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Let’s Stop Whining About Our “Annoying Relatives”

Let’s Stop Whining About Our “Annoying Relatives”

  • Culture
  • Life
Image credit: Coca Cola / Youtube 

Chinese New Year, without fail, forces us to confront two opposing narratives:

1. This is the time to remember that family is everything

2. Whining about your “annoying relatives”.

While the first narrative is something that we all treasure, the second one has become a part of our culture which needs to die. These are our reasons.

You can always just say, "Not here," and move on.

(1)     How real exactly is the CNY annoying relative? 

In China, where women are driven to hire fake boyfriends just to deflect such questions, perhaps the frustration can get unbearable. Here in Singapore, it seems less of a thing than we’ve been led to believe. Over the course of researching this article, we reached out to friends and relatives. Surprisingly, literally no one has had to survive any meddlesome relatives.  

In truth, the annoying relative, like other memes and trends, is more often than not an exaggeration. It only feels annoying because we are told by marketers and media that it’s supposed to be.

(2)    They’re not annoying; we’re just insecure.

But let’s say this is true. That somewhere out there, an aunt is pestering her nephew about his love life and rebuking him for his complete lack of professional ambition. It’s normal if said nephew gets upset. After all, he’s an adult who can make his own decisions.

At the same time, doesn’t his annoyance say more about his insecurities than it does about his insensitive aunt? Can we honestly say it’s rude for a relative to be asking you about your love life?

As young adults, many of us forget that our relatives weren’t raised in a culture even remotely like the one we’ve grown up in. For them, socio-economic policies and national narratives have shaped their opinions. While they might come across as judgmental and conservative, this is how they’ve learned to express themselves. 

It’s not like they’re going to ask us about the latest restaurants that we’ve been to or films that we’ve watched.

Is this truly annoying or just something we've been led to think of as annoying? (Image credit: Electroshadow)

(3)    It’s hypocritical. 

Why are we so eager to share the details of our lives on social media, but withdraw when it comes to people who are related to us? Is it because we don’t value the attention of our relatives in the way we value our audience online?

Many of us are happy to proclaim life events or tag long, confessional captions to introspective looking selfies on social media. Yet when it comes to our relatives, we clam up. We resist their coarse but well-meaning queries about our well-being. 

If we wear our emotions on our sleeve on social, then there’s no reason to be upset when our relatives ask us personal questions. So either our social media lives are just big fronts; or we don’t think our relatives are as cool as our peers or the pristinely curated social media accounts we #likeforlike.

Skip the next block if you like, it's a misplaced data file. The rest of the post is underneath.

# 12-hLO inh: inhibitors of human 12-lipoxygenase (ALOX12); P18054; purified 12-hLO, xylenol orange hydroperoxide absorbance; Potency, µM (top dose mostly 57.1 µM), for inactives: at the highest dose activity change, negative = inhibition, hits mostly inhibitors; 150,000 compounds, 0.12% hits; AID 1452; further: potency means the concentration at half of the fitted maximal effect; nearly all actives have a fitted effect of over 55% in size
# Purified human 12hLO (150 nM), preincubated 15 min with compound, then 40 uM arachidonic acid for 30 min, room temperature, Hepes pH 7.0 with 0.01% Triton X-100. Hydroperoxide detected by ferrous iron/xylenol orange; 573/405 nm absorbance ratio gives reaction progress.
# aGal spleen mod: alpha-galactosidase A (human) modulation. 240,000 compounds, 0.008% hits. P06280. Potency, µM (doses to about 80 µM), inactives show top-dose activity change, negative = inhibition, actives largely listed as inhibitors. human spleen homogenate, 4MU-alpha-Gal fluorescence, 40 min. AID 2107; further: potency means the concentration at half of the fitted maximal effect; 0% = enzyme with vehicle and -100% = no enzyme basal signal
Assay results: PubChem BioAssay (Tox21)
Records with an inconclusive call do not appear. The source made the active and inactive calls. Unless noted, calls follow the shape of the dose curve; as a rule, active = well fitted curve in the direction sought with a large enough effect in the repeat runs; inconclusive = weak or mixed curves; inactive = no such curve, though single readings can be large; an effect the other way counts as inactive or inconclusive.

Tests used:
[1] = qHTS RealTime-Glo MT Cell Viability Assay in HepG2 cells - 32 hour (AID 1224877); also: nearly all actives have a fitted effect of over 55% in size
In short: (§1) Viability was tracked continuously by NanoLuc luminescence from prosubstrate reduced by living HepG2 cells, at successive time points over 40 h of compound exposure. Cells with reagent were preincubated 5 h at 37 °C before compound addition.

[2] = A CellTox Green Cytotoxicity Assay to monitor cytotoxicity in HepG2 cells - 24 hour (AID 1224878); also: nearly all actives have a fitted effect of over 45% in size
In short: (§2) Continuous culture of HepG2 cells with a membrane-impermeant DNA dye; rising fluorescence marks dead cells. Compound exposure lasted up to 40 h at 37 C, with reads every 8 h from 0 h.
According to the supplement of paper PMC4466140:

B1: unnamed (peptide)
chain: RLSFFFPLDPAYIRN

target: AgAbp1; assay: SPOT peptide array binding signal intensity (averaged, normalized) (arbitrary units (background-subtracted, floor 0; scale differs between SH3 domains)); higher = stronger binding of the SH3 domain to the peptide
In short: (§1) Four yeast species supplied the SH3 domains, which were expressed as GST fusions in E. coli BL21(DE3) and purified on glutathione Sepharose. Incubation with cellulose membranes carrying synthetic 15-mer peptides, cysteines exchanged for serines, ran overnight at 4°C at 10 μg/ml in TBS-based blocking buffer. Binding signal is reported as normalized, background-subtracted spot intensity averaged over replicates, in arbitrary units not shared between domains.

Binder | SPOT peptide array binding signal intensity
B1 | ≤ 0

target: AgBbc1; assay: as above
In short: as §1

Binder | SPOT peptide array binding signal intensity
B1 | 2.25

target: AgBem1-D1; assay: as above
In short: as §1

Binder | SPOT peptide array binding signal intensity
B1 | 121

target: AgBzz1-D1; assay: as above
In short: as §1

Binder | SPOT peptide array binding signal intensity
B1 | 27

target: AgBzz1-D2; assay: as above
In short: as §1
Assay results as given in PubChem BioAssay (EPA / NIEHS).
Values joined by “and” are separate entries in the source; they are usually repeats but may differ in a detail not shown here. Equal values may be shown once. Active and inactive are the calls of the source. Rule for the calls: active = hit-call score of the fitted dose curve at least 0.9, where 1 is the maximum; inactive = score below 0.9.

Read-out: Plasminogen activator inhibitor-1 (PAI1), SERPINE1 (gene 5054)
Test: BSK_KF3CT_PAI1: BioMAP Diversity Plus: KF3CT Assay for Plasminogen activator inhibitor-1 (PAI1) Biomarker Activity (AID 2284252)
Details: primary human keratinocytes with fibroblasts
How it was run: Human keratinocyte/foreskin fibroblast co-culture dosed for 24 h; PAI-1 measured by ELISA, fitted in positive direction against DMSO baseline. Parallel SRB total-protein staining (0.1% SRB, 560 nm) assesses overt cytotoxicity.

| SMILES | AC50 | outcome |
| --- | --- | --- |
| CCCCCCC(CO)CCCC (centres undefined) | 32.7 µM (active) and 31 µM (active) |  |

(4)    It perpetuates negative stereotypes.

It’s become trendy to whine about your annoying relatives, and this has not gone unnoticed by marketers. Every CNY, we’re bombarded by cliched marketing campaigns. You know the one. The one that goes from rant (“What is wrong with these people!?”) to suicide note (“Just kill me already!”), detailing all the awkward, prying questions you can look forward to over the course of the festivities. 

Coca Cola recently launched a campaign which promoted cringeworthy responses to questions from the stereotypical “Nosy Aunt.”

This type of opportunistic marketing puts us on the defence even before we show up at anyone’s house. And it’s downright hypocritical.

The ‘Family dinner’ is a frequently cited excuse to get out of shit we don’t want to be at. Yet when Chinese New Year rolls around, we gleefully buy into this trendy narrative of the annoying aunt.

Accordingly, we lament having to make soul-sucking small talk and put up with invasive questions. We do this despite many questions being harmless, casual remarks.  

(5)    Would we rather be ignored?

On the flip side, how would you feel if you went to a family gathering only to be completely ignored by everyone? Would this be preferable?

If not, how would you like your relatives (that you probably see three times a year) to talk to you?

If we would rather be able to talk about the things we talk to our friends about, the onus is on us to build that relationship. If we don’t plan to do anything about any of this, we just have to learn to be at peace with it. No one needs to hear you whine.  

The annoying relative might be imagined or real. But bitching about how our relatives get on our nerves is one of the most ineffective and unsatisfying things we can do.

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